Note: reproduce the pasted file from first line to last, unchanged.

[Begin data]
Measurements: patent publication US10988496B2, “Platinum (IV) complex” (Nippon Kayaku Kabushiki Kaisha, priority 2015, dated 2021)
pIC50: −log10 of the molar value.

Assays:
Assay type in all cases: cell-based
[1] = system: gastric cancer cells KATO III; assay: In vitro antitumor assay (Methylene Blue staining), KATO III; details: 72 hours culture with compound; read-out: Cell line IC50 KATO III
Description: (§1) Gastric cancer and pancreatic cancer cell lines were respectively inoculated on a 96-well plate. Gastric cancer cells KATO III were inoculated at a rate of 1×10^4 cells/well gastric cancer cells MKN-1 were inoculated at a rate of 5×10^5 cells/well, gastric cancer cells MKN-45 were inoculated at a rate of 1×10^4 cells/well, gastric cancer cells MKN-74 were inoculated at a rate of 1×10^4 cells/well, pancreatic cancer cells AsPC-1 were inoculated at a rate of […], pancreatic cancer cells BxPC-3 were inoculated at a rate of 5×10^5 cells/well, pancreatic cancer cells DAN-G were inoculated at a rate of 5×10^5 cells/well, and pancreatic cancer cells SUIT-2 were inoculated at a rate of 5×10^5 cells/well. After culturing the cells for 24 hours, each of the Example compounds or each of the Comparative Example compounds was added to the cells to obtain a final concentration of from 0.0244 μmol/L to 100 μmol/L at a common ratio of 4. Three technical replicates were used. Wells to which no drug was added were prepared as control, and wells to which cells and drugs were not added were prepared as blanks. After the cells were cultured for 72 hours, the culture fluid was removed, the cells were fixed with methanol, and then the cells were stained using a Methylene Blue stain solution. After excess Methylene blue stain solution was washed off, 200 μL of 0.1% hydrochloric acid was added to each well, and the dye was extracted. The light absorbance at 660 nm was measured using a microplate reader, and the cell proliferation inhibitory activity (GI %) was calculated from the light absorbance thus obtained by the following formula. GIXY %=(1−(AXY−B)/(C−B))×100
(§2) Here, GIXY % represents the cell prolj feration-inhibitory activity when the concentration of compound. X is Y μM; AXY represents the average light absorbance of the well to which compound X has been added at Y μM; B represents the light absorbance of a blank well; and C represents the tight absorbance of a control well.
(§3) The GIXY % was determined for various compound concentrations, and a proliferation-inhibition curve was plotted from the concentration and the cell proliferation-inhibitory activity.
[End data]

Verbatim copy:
Measurements: patent publication US10988496B2, “Platinum (IV) complex” (Nippon Kayaku Kabushiki Kaisha, priority 2015, dated 2021)
pIC50: −log10 of the molar value.

Assays:
Assay type in all cases: cell-based
[1] = system: gastric cancer cells KATO III; assay: In vitro antitumor assay (Methylene Blue staining), KATO III; details: 72 hours culture with compound; read-out: Cell line IC50 KATO III
Description: (§1) Gastric cancer and pancreatic cancer cell lines were respectively inoculated on a 96-well plate. Gastric cancer cells KATO III were inoculated at a rate of 1×10^4 cells/well gastric cancer cells MKN-1 were inoculated at a rate of 5×10^5 cells/well, gastric cancer cells MKN-45 were inoculated at a rate of 1×10^4 cells/well, gastric cancer cells MKN-74 were inoculated at a rate of 1×10^4 cells/well, pancreatic cancer cells AsPC-1 were inoculated at a rate of […], pancreatic cancer cells BxPC-3 were inoculated at a rate of 5×10^5 cells/well, pancreatic cancer cells DAN-G were inoculated at a rate of 5×10^5 cells/well, and pancreatic cancer cells SUIT-2 were inoculated at a rate of 5×10^5 cells/well. After culturing the cells for 24 hours, each of the Example compounds or each of the Comparative Example compounds was added to the cells to obtain a final concentration of from 0.0244 μmol/L to 100 μmol/L at a common ratio of 4. Three technical replicates were used. Wells to which no drug was added were prepared as control, and wells to which cells and drugs were not added were prepared as blanks. After the cells were cultured for 72 hours, the culture fluid was removed, the cells were fixed with methanol, and then the cells were stained using a Methylene Blue stain solution. After excess Methylene blue stain solution was washed off, 200 μL of 0.1% hydrochloric acid was added to each well, and the dye was extracted. The light absorbance at 660 nm was measured using a microplate reader, and the cell proliferation inhibitory activity (GI %) was calculated from the light absorbance thus obtained by the following formula. GIXY %=(1−(AXY−B)/(C−B))×100
(§2) Here, GIXY % represents the cell prolj feration-inhibitory activity when the concentration of compound. X is Y μM; AXY represents the average light absorbance of the well to which compound X has been added at Y μM; B represents the light absorbance of a blank well; and C represents the tight absorbance of a control well.
(§3) The GIXY % was determined for various compound concentrations, and a proliferation-inhibition curve was plotted from the concentration and the cell proliferation-inhibitory activity.